The constellations best seen in September are Capricornus, Cygnus, Delphinus, Equuleus, Indus, Microscopium and Vulpecula. Cygnus, Delphinus, Vulpecula and Equuleus are northern constellations, while Capricornus, Microscopium and Indus are located in the southern sky.
September is the best time of year to observe a number of interesting deep sky objects located in these constellations. The best known telescope targets include the North America Nebula (NGC 7000), the Crescent Nebula (NGC 6888), the Blinking Planetary Nebula (NGC 6826), and the Fireworks Galaxy (NGC 6946).
Cygnus, the northernmost of the September constellations, represents the Swan. The constellation is very easy to identify because is it dominated by a large cross-shaped asterism known as the Northern Cross, formed by the stars Deneb (Alpha Cygni), Sadr (Gamma Cygni), Albireo (Beta Cygni), Rukh (Delta Cygni) and Gienah (Epsilon Cygni).
Deneb (Alpha Cygni), the brightest star in Cygnus, is the 19th brightest star in the sky, with an apparent magnitude of 1.25. Located at a distance of 2,625 light years from Earth, the blue-white supergiant is the most distant first magnitude star and one of the most luminous. It has a luminosity between 55,000 and 196,000 times that of the Sun.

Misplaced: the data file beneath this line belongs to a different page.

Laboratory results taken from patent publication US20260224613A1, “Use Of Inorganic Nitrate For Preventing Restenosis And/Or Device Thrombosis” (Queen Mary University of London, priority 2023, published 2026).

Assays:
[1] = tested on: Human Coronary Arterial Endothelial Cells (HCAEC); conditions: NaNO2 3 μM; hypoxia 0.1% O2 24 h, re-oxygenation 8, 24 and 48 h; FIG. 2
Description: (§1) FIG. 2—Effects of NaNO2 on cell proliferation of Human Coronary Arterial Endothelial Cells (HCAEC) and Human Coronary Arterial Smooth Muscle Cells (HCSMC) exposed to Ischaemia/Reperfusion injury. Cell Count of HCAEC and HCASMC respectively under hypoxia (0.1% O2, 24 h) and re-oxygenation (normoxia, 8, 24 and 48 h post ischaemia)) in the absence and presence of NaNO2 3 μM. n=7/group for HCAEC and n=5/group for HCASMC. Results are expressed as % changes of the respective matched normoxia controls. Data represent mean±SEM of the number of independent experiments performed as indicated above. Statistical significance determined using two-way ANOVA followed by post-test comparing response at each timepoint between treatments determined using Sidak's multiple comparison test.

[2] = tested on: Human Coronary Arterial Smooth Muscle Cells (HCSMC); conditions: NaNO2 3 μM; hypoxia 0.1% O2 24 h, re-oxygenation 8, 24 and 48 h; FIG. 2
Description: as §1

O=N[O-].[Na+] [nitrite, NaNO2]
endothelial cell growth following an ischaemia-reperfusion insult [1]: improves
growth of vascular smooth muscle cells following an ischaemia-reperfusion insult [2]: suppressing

Deneb marks the tail of the celestial swan and the top of the Northern Cross. The star is also one of the vertices of the Summer Triangle, a large asterism visible high overhead in the summer night sky. The other two bright stars that form the Summer Triangle are Vega in Lyra, the fifth brightest star in the sky, and Altair in Aquila, the 12th brightest star.
Albireo, the star that sits at the base of the Northern Cross and marks the Swan’s beak, is designated Beta Cygni despite being only the fifth brightest star in the constellation. Albireo is popular among stargazers because, when viewed in a telescope, it resolves into a contrasting pair of the amber-coloured Beta Cygni A and bluish green Beta Cygni B.
The region of the Northern Cross is home to several famous nebulae. The North America Nebula (NGC 7000) and Pelican Nebula (IC 5070 and IC 5067) are located near Deneb, the Gamma Cygni Nebula (Sadr Region, IC 1318) and Crescent Nebula (NGC 6888) lie near Sadr (Gamma Cygni), the Tulip Nebula (Sharpless 101) is found between Sadr and Albireo, and the Veil Nebula (NGC 6960, NGC 6992, NGC 6995, NGC 6974, and NGC 6979), a large 5,000 year old supernova remnant, can be seen to the south of Gienah (Epsilon Cygni), the star that marks the Swan’s right wing.